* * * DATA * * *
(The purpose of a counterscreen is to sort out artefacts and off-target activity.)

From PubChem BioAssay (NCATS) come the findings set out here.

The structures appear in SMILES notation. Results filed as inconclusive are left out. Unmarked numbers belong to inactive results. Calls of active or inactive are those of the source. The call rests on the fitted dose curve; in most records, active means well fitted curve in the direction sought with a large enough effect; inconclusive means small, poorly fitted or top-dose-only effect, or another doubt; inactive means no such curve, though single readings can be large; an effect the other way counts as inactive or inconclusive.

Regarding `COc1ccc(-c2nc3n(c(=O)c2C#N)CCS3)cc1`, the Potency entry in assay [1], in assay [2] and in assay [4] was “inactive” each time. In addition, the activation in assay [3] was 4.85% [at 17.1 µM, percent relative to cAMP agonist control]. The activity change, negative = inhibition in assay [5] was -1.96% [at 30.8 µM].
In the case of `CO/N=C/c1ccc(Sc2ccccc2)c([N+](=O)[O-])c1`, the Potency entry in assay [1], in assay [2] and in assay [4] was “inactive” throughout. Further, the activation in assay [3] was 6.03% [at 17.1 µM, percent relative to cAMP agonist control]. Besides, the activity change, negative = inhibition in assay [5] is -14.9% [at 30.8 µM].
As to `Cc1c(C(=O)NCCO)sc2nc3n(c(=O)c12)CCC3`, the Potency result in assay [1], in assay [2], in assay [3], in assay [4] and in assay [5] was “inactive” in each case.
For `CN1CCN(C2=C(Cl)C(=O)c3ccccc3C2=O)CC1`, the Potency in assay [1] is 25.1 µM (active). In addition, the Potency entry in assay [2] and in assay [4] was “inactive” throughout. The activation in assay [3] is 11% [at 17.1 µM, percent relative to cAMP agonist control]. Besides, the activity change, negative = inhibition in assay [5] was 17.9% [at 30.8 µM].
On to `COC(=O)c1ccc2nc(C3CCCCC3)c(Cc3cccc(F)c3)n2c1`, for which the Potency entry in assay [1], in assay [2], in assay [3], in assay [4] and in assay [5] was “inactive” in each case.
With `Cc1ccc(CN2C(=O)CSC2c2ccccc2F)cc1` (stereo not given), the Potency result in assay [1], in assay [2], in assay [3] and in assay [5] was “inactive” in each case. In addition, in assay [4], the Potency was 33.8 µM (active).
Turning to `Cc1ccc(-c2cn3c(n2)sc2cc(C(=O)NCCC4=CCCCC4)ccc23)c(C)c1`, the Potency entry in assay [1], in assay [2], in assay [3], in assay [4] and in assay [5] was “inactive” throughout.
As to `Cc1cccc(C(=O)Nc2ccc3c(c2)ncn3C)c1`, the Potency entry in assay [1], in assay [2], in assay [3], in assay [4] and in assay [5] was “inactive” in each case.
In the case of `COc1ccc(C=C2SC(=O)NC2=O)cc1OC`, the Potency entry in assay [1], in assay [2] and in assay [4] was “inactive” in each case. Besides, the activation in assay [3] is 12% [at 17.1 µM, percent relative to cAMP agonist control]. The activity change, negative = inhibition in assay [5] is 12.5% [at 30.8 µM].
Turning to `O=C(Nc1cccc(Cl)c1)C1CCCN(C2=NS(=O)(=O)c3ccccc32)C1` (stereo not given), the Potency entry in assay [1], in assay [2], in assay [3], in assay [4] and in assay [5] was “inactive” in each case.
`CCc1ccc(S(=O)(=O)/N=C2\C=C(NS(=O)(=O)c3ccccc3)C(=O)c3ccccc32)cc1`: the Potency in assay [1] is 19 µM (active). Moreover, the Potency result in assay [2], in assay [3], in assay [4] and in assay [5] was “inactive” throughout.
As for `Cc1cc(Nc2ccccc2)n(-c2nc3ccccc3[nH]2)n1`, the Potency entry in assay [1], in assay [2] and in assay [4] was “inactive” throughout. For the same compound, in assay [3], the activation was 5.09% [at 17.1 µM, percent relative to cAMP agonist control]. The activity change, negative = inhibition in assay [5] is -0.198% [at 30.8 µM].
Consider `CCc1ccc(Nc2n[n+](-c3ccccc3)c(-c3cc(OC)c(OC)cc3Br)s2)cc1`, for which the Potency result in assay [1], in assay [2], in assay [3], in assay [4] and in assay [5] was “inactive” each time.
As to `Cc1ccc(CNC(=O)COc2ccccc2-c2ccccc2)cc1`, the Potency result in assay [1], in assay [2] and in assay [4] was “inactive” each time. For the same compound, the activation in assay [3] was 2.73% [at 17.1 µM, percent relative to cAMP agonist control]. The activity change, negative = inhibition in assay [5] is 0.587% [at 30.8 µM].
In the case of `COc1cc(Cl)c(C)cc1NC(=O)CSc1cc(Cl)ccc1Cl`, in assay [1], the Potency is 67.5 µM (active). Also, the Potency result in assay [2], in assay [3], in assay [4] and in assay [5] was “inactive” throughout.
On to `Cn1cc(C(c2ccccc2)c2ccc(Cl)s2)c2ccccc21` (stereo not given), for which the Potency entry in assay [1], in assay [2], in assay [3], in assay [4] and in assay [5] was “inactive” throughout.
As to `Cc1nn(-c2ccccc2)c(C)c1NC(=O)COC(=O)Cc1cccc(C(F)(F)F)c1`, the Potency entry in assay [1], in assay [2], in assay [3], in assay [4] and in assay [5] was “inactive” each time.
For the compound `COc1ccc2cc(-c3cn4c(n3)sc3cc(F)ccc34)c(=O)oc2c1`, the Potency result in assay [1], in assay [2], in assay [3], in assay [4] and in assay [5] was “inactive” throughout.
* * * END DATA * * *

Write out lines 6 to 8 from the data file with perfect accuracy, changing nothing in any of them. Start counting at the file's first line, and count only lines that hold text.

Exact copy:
As to `Cc1c(C(=O)NCCO)sc2nc3n(c(=O)c12)CCC3`, the Potency result in assay [1], in assay [2], in assay [3], in assay [4] and in assay [5] was “inactive” in each case.
For `CN1CCN(C2=C(Cl)C(=O)c3ccccc3C2=O)CC1`, the Potency in assay [1] is 25.1 µM (active). In addition, the Potency entry in assay [2] and in assay [4] was “inactive” throughout. The activation in assay [3] is 11% [at 17.1 µM, percent relative to cAMP agonist control]. Besides, the activity change, negative = inhibition in assay [5] was 17.9% [at 30.8 µM].
On to `COC(=O)c1ccc2nc(C3CCCCC3)c(Cc3cccc(F)c3)n2c1`, for which the Potency entry in assay [1], in assay [2], in assay [3], in assay [4] and in assay [5] was “inactive” in each case.